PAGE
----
What is often advocated in lieu of secession for independent states is ‘internal self-determination’. This means simply that within the polity of the independent state, there should be guaranteed a people’s pursuit of their political, economic, social and cultural developments. To this end, individuals and groups have a legitimate interest in ensuring the efficient functioning of the state in a manner consistent with respect for the rights of individuals and groups. I assert that even in the concession that only internal self-determination applies in the Nigerian situation, the Nigerian state has failed in this respect as to amount to an exceptional circumstance in which the peoples’ right to seek a political definition for themselves should be honoured.
Thus even within the contradictions of international law, the Nigerian situation has reached a maximum level of tolerability. There is no pretence left for the sovereign to continue holding on to the destiny of the Nigerian peoples.

The Way of the People

Not for a moment should it be construed in earnest that the main aim of this article is to justify the right of a particular people to secession – not of course that it deprecates that. Rather, the aim of this article is to say what many are already aware of but afraid to admit: that the Nigerian state is a failure from the human perspective and that the time has come for its people to determine their destiny. What this collective determination will result in is another question. The anthem should be stifled midway in its chant that the Nigerian sovereignty or territory is not negotiable. The peoples who are the initiators of this ‘contract’ may vary its terms as they wish, or dissolve it altogether, and it is of no moment to anyone what new contract they decide to enter into.
The lesson for the present government is not to think that it can hide behind any hollow concept in deploying resistance to the peoples’ will. It should instead seek to understand the desires of the people, and so long as it attempts to any discernible degree to fulfil them, the people will continue according it obedience. Any policy of the sovereign, no matter how well intentioned, which the people do not see as beneficial, will meet inevitably with resistance. It should be no surprise to the Nigerian government that having led its people into dark, bitter waters, they should resist at all possible fronts. This is merely the beginning; people are only gradually realising by the totality of their travail that the Nigerian state is a failure. The culmination of this realisation no one should be comfortable to prophesy.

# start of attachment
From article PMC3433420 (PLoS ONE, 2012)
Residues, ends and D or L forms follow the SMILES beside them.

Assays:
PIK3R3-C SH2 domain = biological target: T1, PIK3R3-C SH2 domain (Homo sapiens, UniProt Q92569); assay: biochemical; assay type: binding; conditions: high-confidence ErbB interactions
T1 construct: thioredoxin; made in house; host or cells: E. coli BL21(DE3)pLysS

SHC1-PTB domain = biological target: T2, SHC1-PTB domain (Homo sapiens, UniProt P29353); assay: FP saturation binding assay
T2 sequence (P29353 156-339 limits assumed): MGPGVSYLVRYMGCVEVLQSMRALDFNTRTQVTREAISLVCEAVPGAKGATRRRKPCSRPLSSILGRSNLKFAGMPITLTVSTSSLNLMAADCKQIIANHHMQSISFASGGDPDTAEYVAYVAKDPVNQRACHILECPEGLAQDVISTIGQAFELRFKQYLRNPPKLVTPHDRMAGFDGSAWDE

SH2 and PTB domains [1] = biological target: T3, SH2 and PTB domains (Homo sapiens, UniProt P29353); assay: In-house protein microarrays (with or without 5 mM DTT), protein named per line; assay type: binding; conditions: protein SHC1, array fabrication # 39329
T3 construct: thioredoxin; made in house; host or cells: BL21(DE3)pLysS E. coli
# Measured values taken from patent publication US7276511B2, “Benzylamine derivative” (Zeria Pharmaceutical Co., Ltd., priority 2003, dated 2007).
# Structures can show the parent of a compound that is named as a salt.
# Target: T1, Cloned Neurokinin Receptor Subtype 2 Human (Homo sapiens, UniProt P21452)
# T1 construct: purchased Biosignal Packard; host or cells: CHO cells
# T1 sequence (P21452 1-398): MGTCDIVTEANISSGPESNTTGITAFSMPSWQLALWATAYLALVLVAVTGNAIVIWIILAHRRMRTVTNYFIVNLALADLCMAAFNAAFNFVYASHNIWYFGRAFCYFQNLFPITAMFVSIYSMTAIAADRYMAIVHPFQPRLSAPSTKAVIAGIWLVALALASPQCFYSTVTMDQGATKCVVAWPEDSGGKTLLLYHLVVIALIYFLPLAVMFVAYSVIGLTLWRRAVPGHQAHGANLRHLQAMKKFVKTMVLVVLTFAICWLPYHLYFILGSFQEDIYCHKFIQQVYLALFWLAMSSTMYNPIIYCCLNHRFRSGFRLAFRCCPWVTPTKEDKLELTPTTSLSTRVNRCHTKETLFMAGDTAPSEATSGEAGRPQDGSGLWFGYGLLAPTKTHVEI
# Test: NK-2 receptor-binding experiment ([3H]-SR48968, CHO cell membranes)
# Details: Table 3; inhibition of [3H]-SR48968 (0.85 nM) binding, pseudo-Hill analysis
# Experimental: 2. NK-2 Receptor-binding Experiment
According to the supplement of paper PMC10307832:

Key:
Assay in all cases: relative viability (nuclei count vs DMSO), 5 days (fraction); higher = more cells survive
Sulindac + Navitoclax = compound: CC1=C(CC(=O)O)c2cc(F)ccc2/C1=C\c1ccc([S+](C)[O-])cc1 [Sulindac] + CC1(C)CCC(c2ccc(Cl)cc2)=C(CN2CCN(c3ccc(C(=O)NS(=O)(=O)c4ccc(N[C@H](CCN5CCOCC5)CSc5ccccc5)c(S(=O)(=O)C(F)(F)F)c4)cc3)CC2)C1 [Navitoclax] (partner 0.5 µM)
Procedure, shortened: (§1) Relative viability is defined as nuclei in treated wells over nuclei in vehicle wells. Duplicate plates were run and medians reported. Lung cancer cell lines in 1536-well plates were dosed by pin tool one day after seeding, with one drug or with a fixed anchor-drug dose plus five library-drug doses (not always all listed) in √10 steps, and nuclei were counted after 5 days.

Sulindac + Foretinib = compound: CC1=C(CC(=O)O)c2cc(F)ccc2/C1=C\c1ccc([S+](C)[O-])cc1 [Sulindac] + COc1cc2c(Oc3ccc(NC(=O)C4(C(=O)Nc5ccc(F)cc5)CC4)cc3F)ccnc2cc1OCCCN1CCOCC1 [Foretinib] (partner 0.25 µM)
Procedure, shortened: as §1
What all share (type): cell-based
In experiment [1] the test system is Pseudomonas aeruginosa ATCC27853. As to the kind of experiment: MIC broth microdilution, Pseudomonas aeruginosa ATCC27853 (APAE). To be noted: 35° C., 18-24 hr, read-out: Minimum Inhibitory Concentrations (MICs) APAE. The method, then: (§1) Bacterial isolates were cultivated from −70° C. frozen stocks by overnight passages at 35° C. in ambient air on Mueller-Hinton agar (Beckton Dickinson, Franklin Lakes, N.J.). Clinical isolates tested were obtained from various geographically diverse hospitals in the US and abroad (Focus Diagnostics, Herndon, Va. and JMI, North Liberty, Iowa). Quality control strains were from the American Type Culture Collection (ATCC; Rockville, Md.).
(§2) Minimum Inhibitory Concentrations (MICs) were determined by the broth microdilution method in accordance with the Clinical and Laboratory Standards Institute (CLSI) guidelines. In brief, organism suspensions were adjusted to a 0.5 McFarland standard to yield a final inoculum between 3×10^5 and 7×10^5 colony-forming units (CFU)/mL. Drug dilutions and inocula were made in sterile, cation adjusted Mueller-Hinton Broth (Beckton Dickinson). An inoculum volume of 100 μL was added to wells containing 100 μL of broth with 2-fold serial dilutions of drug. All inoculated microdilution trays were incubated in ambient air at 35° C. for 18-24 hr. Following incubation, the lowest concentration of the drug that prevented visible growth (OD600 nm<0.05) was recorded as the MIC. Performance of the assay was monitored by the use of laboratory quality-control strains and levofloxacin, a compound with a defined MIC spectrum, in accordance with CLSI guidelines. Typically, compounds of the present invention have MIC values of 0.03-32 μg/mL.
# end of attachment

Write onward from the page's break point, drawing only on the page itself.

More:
© 2017 Joshua Omenga

Published By Great Opara

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Posted by on March 27, 2017 in Politics, The Law


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Law School is hard. Your lowest grade is your graduating class. There is a lot of pressure. 

These are a few of the things we hear about The Nigerian Law School, which is the final gate, standing between us, and our License to practice the Legal profession in Nigeria. And so making a 2.1 from Law School is no small feat. It means your lowest grade was a B! Now talk about bagging a First Class! Means you made a straight 5 points! But that is not all…to be best graduating student, it means your individual grades were the highest! You 5.0 was the ‘5.0-iest’…and that, is a big deal. A very VERY big deal!

It is our pleasure to announce that this year, the singular person who achieved this feat is one of ours. Ayo Kadiri of the Law Class of ’15 just got called to the Bar, and it was no small call. Before she went on to do this, we’ll have you know that while still in school, she was a founding member of the Blog Committee, an Exco of the Gani Chambers, Editor in Chief of the Lex Observer, was the first representative of the Tax Club at the Tax Quiz of the Annual Tax Conference…and she made a 2.1.

What prospects the Legal profession holds for her cannot be imagined, as she is already being terribly coveted by law firms all over Nigeria, the UK, and beyond. We will be sure to keep our fingers crossed, and our ears open for her news when she takes the scene. Did we forget to say, Congratulations Barrister Ayodele Kadri!

Who said hard work doesn’t pay……oh that’s right, Nobody.

Published By William-Adusa Hosanna and Great Opara



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Name: Raymond Sylva-Oriji
Level: 300
Article, Title: The Pendulum

I remember that time, that ss1 time, when science or arts was the reigning subject. The struggle ehn, to pick one and remain there, was amusing. One Mercy, short girl like this, she had a desk in each class, just in case she felt in the mood for Literature by 11a.m, then Chemistry by 1p.m.
Even I was indecisive. Very. Unbeknown to me that I will still study law, I remember going for one Physics class where I saw the pendulum. That thing amazed me, the movement, the sway, the subsequent calm. No matter how much the naive students pushed it left and right, it ALWAYS came back to it’s centre, it’s focus, as if mocking their futile attempts to derail it.
Ehen, coming back to our faculty sef, how far results? My own ehn, it was not so bad o, but then it was disappointing. You know when you starch everything, from your shirt to your shoe, you swerve through traffic, and then, at the wedding, they say jollof has finished? That kind of disappointing. Then to make it worse, my Engineering peers will now be complaining that the B they’re getting is ruining their GP. Ahn ahn. B? If I get all Bs in Law, I will even go and ask the lecturers to remark o, because it’s probable that something went wrong.